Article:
Even if the name doesn’t immediately register, you know who Tom McCarthy is. As an actor, he played the morally ambiguous journalist Scott Templeton in the final season of The Wire, but as a writer/director, he’s the guy behind phenomenal films like The Station Agent, The Visitor, Win Win, and the Oscar-winning Spotlight (he also co-wrote Up). He is quietly one of the best writer/directors around, and in Alaska Daily, he puts those talents to use for network television, specifically ABC.
Networks rarely make good dramas these days, and I don’t even know when the last time a network drama fetched an Emmy nomination for Best Drama (The Good Wife?). Despite the talents of McCarthy and his lead, Oscar-winner Hilary Swank, Alaska Daily probably won’t, either, but that’s only because McCarthy built this series for network television. I’m not saying he dumbed it down — he didn’t — but with a few tweaks, a better-known supporting cast, and a more serialized arc and Alaska Daily wouldn’t seem out of place on HBO Max or Apple TV+.
For network television, McCarthy gives Alaska Daily some lighter touches and what appears to be “cases of the week” alongside a season-long storyline about missing indigenous women in Alaska. It’s good television, but it also combines comfort and familiarity with prestige. More network television should be like this.
In Alaska Daily, Swank plays Eileen Fitzgerald, a no-nonsense award-winning serious New York reporter whose career is blown up after a Secretary of Defense she is targetting smears both her and her source, the latter of whom crumbles under pressure. Eileen is effectively canceled after allegations surface that her old-school journalism style doesn’t sit well with some of her colleagues.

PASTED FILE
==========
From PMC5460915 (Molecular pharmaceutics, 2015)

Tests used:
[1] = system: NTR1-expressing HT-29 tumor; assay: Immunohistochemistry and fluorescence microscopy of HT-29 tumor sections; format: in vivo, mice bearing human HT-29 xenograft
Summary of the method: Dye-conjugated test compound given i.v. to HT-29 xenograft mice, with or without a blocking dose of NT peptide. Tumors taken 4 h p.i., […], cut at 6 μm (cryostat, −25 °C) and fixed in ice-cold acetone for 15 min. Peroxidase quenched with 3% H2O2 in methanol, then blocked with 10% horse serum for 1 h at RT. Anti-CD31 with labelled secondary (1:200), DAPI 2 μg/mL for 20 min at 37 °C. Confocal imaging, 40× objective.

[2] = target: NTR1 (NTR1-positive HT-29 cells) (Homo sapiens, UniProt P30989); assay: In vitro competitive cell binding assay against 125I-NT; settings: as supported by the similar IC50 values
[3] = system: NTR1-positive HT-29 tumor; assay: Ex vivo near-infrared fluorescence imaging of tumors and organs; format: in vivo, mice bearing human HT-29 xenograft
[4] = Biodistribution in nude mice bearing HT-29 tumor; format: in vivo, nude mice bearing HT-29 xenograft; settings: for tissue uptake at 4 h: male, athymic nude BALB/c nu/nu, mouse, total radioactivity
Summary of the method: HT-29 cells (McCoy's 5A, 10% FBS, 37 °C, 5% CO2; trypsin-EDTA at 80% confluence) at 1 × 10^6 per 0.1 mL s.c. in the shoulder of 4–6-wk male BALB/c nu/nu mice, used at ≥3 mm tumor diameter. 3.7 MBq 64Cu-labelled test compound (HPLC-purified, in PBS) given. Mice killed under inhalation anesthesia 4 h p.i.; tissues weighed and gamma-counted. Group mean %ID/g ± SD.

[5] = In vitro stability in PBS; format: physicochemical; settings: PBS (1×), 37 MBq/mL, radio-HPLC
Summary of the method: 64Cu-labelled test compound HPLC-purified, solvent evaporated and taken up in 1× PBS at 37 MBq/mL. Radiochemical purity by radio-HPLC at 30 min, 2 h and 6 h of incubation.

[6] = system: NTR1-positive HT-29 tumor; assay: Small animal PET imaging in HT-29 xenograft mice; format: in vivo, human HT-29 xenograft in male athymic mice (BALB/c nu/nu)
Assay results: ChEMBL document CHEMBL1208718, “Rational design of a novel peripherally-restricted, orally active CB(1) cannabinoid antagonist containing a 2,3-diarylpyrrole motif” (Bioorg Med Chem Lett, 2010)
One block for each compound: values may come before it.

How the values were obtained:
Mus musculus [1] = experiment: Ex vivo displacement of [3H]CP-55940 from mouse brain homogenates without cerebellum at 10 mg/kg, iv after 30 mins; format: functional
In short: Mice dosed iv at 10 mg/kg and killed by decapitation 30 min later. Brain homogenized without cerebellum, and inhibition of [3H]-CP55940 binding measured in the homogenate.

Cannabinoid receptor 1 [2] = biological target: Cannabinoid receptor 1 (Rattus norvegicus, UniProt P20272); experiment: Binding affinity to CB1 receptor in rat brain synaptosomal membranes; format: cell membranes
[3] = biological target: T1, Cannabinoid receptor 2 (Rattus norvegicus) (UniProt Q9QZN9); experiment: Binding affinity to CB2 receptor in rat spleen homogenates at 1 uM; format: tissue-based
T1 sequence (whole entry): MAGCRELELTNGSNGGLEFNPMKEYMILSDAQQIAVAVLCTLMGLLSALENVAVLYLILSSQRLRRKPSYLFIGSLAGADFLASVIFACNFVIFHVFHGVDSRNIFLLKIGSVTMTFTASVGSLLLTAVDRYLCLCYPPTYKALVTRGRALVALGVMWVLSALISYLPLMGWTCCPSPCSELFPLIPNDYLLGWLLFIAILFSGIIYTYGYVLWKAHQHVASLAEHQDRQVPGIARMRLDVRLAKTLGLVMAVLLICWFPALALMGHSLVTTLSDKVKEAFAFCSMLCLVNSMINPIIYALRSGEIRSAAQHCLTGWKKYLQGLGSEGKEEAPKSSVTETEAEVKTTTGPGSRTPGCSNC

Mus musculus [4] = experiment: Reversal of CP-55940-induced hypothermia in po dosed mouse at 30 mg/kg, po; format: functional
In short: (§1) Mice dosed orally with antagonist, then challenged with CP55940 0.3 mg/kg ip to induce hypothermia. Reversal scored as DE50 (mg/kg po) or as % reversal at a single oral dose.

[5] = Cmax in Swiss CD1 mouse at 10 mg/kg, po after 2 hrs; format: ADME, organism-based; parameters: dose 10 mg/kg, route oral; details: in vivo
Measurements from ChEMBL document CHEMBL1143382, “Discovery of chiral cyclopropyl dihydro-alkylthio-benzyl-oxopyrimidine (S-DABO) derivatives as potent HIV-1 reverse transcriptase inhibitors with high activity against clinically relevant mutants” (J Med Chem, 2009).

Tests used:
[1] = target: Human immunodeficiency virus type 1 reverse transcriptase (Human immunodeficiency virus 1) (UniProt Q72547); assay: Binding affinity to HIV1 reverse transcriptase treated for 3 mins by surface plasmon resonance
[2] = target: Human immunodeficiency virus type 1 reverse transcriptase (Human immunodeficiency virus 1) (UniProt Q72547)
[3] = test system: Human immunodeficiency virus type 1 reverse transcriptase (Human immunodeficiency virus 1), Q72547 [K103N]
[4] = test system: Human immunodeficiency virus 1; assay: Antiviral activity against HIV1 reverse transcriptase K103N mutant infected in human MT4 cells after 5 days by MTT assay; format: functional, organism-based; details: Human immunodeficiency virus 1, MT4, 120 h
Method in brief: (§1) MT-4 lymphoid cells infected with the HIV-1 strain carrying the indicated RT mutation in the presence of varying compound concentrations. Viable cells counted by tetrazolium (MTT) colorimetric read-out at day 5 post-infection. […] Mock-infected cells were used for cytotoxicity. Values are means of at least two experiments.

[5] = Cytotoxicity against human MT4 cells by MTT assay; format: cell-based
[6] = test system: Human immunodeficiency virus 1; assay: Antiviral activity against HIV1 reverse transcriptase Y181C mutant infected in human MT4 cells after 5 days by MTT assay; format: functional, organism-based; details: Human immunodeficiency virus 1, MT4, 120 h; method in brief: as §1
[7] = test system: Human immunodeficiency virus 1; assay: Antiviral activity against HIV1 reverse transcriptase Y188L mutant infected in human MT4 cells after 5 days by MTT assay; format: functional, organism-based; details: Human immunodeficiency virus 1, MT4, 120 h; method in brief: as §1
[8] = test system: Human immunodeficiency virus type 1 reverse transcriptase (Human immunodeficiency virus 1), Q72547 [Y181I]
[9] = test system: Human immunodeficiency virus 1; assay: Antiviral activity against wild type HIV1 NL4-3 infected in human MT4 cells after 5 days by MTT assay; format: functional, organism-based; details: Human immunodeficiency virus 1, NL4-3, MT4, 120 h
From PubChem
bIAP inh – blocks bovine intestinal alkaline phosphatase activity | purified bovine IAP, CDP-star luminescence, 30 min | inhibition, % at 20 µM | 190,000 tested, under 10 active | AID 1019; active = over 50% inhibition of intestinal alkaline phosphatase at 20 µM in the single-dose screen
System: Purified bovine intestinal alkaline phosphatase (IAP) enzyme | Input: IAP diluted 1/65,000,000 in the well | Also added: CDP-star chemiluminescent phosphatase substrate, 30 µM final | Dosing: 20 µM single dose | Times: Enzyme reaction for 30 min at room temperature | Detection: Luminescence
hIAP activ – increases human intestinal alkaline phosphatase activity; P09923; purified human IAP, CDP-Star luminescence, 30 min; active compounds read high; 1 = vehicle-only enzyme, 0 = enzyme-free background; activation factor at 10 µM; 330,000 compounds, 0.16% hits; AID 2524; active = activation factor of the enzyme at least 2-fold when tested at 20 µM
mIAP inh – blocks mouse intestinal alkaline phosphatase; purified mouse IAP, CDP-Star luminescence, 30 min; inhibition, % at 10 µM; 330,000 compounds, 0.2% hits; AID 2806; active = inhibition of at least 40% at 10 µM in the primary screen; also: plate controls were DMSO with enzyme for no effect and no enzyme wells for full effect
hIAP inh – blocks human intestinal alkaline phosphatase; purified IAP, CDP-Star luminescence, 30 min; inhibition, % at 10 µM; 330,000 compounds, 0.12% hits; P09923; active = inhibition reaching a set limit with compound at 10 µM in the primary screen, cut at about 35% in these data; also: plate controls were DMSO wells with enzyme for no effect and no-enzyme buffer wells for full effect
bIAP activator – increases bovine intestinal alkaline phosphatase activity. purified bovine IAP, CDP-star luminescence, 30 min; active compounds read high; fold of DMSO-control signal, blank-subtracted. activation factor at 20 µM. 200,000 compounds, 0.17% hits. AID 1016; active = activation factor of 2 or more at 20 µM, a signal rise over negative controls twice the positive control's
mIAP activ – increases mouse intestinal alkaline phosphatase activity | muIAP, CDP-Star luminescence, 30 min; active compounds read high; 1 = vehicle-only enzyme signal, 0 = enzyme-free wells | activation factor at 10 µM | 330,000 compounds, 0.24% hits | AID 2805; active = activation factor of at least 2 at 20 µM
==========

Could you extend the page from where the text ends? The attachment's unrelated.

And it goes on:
In an effort to clear her name (and prove the allegations against the Secretary of Defense), Eileen decides to write a book, but in the meantime, an old mentor — Stanley Cornik (the always reliable Jeff Perry of Scandal fame) — convinces her to help him rebuild his flailing newspaper, The Alaska Daily. The subscriber base is anemic, the newsroom has been gutted, and its offices exist in a strip mall. Eileen is reluctant to move to Alaska, but the allure of a big story about missing Indigenous women pulls her in.
Though she is typically a lone-wolf reporter, Eilen is paired — against her wishes — with a local reporter, Rosalind (Grace Dove), whose cousin is one of the missing women. Rosalind resents a white woman taking lead on the case. They, however, forge a reluctant partnership: Rosalind knows the locals and has a personal stake in the case, while Eileen has the journalistic experience. Eileen also brings her big-city ways to the small news office, which is both effective and disruptive.
They learn from her; she learns from them. It’s your typical fish-out-of-water underdog story. There’s a formula here — because it’s network television — but McCarthy (and Swank) bring some weight to it. There’s a timely examination of modern newsrooms, the give-and-take required of sources, and it tackles an important issue that gets little nationwide coverage, that of missing and murdered Indigenous women (and it does so with a lot more care than, say, the first season of Big Sky.
Again, it’s exactly the kind of television broadcast networks should be making, but that’s also my biggest concern. I worry that the kind of people on a steady diet of CSI and SVU may find it too high-minded, while those who typically seek out dramas on the streaming services won’t trust it. I worry it may fall through the cracks, or that it may need to ramp up the soap opera elements to gain one audience at the expense of another. It’s in something of a no man’s land: It’s too good for network television, and not as good as it could be if it were on streaming, but it’s also exactly what I want: A throwback to the type of dramas that networks used to produce, like West Wing, E.R., and The Practice. I hope it works, but I don’t have a lot of faith that it will.